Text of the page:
The peregrine is not only the fastest bird but the fastest animal on the planet; no other creature comes close. Reaching speeds of up to 389kmh or 242mph in a stoop, we can compare this to the speed of a Formula 1 Car which is 354kmh or 220 mph. At this speed, a peregrine will be withstanding 25 times the force of gravity. By comparison we would only feel three times the force of gravity on a rollercoaster bend! How does the body of the peregrine withstand such speed and pressure and still manage to make a kill? Evolution has equipped this amazing bird with a toolkit of adaptations to enable it to hunt its prey at high speeds. It has razor sharp vision, eight times better than human vision. Its internal anatomy and skeleton is also built for speed, with a large keel bone allowing for larger flight muscles. It has an extra pair of vertebra on its tailbone that allows for a larger area to attach the strong muscles, which enhances its tail movement and manoeuvrability. Its heart is large and the beat is very strong, beating up to 900 times per minute. This heartbeat speed also allows the Peregrine to flap its wings up to four times per second. Finally, it has a structure in its nostrils called a tubercle. This acts as a baffle causing the air rushing into its nostrils to curve in a spiral manner, slowing down the air, which prevents the air pressure entering through the nostrils from rushing straight in and causing lung damage. This design principle inspired by the peregrine is now used in the air intakes for turbo-jet engines.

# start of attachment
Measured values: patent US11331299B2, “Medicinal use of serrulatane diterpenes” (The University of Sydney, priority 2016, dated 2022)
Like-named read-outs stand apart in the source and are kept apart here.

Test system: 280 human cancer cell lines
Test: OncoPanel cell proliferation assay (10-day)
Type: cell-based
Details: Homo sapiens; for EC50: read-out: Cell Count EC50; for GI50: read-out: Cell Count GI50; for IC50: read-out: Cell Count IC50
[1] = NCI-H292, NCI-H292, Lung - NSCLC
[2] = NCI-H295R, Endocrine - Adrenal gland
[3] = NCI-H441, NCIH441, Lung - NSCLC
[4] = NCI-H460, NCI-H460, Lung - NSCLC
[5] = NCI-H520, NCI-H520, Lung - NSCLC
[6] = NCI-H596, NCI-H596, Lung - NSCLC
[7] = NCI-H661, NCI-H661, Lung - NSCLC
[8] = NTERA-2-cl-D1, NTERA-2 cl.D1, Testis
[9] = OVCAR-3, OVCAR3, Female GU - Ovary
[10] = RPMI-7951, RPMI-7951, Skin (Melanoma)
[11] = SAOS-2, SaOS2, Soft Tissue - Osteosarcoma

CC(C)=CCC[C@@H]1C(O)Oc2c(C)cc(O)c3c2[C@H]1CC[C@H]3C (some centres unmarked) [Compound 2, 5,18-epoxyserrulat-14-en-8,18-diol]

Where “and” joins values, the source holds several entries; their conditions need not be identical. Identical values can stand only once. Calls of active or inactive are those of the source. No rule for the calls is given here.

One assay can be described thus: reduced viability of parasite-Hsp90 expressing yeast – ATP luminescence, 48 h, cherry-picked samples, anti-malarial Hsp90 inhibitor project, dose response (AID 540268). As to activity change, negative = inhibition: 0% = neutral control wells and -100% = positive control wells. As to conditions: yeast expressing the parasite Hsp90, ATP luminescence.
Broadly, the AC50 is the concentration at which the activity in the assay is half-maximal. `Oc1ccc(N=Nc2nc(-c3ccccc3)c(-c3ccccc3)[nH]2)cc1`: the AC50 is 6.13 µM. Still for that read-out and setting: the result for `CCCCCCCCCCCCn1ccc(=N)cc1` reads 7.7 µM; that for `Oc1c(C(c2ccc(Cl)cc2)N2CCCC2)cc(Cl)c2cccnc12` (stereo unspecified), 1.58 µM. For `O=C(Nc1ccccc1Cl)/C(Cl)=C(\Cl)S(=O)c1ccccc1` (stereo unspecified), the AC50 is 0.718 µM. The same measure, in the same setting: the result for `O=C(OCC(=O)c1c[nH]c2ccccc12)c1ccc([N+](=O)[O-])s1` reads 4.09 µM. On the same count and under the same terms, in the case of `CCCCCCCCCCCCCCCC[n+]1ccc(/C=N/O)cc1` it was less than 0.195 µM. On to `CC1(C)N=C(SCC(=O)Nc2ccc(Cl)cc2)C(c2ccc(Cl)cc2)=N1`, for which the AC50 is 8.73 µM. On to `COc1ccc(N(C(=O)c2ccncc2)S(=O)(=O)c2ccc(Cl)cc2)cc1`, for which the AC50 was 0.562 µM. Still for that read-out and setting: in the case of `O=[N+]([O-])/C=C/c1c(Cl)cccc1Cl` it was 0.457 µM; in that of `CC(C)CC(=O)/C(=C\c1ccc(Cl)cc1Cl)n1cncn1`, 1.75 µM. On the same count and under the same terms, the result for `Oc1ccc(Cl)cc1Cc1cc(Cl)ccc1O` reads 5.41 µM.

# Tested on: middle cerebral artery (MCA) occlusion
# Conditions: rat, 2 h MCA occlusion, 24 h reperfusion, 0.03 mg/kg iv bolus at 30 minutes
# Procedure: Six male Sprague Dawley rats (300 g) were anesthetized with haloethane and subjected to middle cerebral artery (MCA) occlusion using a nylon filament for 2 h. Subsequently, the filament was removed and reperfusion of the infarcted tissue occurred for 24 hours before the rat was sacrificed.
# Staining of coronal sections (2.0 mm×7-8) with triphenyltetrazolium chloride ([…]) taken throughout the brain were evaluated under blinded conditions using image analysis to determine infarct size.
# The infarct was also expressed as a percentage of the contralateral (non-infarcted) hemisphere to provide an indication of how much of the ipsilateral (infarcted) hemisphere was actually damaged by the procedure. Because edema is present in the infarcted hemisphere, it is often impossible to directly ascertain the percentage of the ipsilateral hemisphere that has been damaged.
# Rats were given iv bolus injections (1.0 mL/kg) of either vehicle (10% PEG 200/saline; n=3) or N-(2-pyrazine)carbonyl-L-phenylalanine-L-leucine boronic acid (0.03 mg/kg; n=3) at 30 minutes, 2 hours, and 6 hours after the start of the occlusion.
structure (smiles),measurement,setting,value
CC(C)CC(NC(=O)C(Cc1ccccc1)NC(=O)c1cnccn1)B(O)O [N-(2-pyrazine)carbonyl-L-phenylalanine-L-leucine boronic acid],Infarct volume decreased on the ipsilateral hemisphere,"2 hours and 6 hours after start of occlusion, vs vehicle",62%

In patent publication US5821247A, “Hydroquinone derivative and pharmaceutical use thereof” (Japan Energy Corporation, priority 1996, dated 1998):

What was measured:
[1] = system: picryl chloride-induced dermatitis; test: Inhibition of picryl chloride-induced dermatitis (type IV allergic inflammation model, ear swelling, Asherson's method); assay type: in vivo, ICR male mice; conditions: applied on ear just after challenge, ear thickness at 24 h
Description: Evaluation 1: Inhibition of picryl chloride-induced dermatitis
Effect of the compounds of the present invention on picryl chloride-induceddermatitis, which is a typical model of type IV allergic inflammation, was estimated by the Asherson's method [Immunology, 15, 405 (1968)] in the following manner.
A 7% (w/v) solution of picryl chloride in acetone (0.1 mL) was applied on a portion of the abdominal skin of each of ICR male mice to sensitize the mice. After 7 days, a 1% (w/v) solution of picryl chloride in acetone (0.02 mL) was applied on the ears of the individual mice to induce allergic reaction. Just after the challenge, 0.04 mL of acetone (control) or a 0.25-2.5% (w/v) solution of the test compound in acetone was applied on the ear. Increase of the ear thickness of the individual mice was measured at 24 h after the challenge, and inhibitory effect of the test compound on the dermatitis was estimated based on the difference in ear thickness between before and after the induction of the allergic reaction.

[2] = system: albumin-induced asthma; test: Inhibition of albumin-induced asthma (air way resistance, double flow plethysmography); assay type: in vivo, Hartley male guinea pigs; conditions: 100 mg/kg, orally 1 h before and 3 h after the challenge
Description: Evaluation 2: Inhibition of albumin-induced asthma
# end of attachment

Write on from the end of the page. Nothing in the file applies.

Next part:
A cautionary tale. The Peregrine is a protected bird species under Irish and EU law and Ireland has an estimated 425 breeding pairs. However, this was not always the case. In the 1950s to 1970s, peregrines experienced a global catastrophic population crash bought on by exposure to Dichlorodiphenyltrichloroethane (DDT), an insecticide. Ireland’s breeding pairs dropped to just 14 pairs during this period and, on the east coast of America, they were wiped out. Through biomagnification, the levels of DDT increase in concentration as it is moves up the food chain and the peregrine is at the top of the chain. The effect on peregrines was to weaken the eggshells such that the eggs were crushed by the parents, often before hatching. DDT was banned in 1972 after governments recognised the harm it was doing and its use remains restricted in most regions. This was not too late for the peregrine and here in Ireland, numbers have slowly risen to 425 pairs in the most recent survey, with a five per cent rise in population since the last survey (NPWS, 2017). This reiterates how connected the web of life is and how human inputs into the environment can have knock on affects elsewhere along the food chain. We may be at risk of repeating history as chemicals such as ‘forever chemicals’, flame retardants and neonicotinoids, are released and used in the environment with insufficient knowledge of how they take their toll on humans and nature.